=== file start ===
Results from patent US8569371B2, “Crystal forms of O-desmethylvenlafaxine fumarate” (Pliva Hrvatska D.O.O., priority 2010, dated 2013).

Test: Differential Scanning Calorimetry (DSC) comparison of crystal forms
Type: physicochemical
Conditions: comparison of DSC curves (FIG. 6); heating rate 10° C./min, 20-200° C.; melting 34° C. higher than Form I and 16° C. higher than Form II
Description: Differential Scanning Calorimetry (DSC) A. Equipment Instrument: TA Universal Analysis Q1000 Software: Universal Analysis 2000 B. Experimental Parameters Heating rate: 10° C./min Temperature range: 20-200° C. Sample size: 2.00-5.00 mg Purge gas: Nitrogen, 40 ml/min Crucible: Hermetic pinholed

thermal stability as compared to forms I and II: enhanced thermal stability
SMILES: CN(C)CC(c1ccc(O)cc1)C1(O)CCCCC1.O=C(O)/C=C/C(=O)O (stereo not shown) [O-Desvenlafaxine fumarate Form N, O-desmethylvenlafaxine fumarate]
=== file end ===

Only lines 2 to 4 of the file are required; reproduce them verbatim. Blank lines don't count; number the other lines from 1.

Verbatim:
Test: Differential Scanning Calorimetry (DSC) comparison of crystal forms
Type: physicochemical
Conditions: comparison of DSC curves (FIG. 6); heating rate 10° C./min, 20-200° C.; melting 34° C. higher than Form I and 16° C. higher than Form II